Writing a Book

Thinking About My Readers: How I Will Use One Ideal Reader to Write My Book

Dog-and-BooksLast Sunday, I had the luxury of being able to read all afternoon. I dug into my magazine pile and pulled out the latest issue of [amazon_link id="B0047VIALE" target="_blank" container="" container_class="" ]Writer’s Digest[/amazon_link]. I like the magazine because it gives me ideas for how to improve my writing and how to expand my readership. In the latest issue (September 2013), Writing Coach Kip Langello had a front-of-the-book piece called “One in a Million.” Its tagline: “Here’s why you should be crafting your book with one specific reader in mind—and that reader isn’t you.” This idea made me think about the advice Michelle Seaton gave me: “Think about how readers want to learn what it is you have to say.” I read on.

The point of the article: Ask yourself who is going to read your book, use that answer to visualize one, specific reader, and then write your book for that reader.

Langello created his ideal reader: a thirty-four year-old woman named Peggy. She works in the medical records department at Jackson Memorial Hospital in Miami, Florida. She has a blue-collar husband and both are avid fans of the Miami Dolphins.

Langello uses Peggy as a tool. He crafts his stories around Peggy’s likes and dislikes. When he has a question about his plotline or character, Langello thinks about what Peggy would want to happen or how she would respond to his character. This exercise has supposedly helped him publish 5 novels.

Langello tailored his piece for fiction writers. Yet, I thought his advice might help me too. Who is my ideal reader? I took out my pad and pen to find out.Ideas

Meet Janet Watkins, age 20. Watkins is a pre-med student at University at Buffalo. She is African-American. Her lower-middle class family lives in Colorado. She decided to attend UB because they offered her a couple of scholarships, a good work study job in the student health clinic, and the promise of admission to its medical school if she keeps her grades up.

Janet is a conscientious student and a hard worker. She is not interested in history and she could care less about the history of New York State. So why will Janet’s supervisor at the health clinic have to reprimand her for reading my book at work? Because I will write the book so that Janet will find it too interesting to put down.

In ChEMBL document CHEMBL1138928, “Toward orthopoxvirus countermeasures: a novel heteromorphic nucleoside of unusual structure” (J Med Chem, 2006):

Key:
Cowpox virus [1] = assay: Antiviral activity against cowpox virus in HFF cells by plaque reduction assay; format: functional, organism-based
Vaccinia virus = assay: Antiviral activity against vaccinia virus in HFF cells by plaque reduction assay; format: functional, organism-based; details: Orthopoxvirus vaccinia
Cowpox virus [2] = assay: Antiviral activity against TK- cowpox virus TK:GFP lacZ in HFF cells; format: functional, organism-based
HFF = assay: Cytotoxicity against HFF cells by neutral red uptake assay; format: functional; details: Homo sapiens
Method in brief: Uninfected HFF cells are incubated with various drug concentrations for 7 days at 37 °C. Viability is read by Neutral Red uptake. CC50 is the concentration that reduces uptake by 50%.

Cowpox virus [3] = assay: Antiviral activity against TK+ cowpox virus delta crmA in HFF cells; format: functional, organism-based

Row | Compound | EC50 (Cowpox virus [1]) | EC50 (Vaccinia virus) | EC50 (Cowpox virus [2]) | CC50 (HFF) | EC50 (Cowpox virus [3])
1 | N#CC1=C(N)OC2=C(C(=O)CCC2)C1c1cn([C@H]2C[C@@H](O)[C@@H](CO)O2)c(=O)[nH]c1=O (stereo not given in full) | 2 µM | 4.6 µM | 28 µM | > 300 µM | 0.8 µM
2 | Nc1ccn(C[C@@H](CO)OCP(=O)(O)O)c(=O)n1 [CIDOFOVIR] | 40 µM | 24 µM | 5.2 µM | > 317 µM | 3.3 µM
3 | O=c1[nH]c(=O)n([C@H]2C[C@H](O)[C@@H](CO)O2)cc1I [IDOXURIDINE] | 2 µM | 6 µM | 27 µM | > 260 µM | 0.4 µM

I crafted Janet to keep the target audience for my book and the deficiencies of my dissertation in the forefront of my mind. As a westerner Janet is sick of the East Coast-centered view of early American history. Why should she care about colonial and early Republic Albany, New York? She will care because I will do a great job explaining how Albany stood as the first gateway to the American West and the important role it played in the large-scale westward expansion of the United States.

Janet loves science but dislikes history. How will I grab her attention and keep it? I will write about my real-life characters in a way that seems present and identifiable, not distant.

Janet doesn’t want to read another history about dead, white men. If I am going to write a book that she won’t be able to put down, I will need to expand my cast of characters to include more women, Native Americans, and African Americans. All of whom lived in and around Albany and helped shape the culture of the community.

WritingAdditionally, Janet has never wanted for food, clothing, or shelter, but she has not had a lot of luxuries in her life. Each year her family took one, week-long camping trip to a nearby state park and called it “vacation.” Therefore, Janet won’t find the cast of characters in my dissertation very fascinating or relatable because they are mostly dead, white, rich people.

In order to grab Janet’s attention I need to expand my narrative to include more than just the occasional anecdote of middling and poor persons. I need to try and give these people faces and integrate them as fully into my narrative as they were in the community. This won’t be an easy task because they left few records for posterity. I need to be more creative in how I find and interpret their stories.

The list of what I must include seems like a tall order. However, if I want undergraduate students (especially those in New York State) and every-day people to embrace the history of Albany, and my book, I need to write a more relatable narrative than I did in my dissertation. This doesn’t mean I have to scrap my dissertation and start over, but I do need to reframe what I have written, expand it in some places, and contract it in others.

It remains to be seen whether my contrived reader, Janet Watkins, will lead me to write a best-selling history book. However, her presence in my mind will help me remember who I am writing for, which will help me better understand how it is my readers want to learn what it is I have to say.


What Do You Think?

Who is your ideal reader? Do you write solely for them? Or, do you write for your bigger, target audience?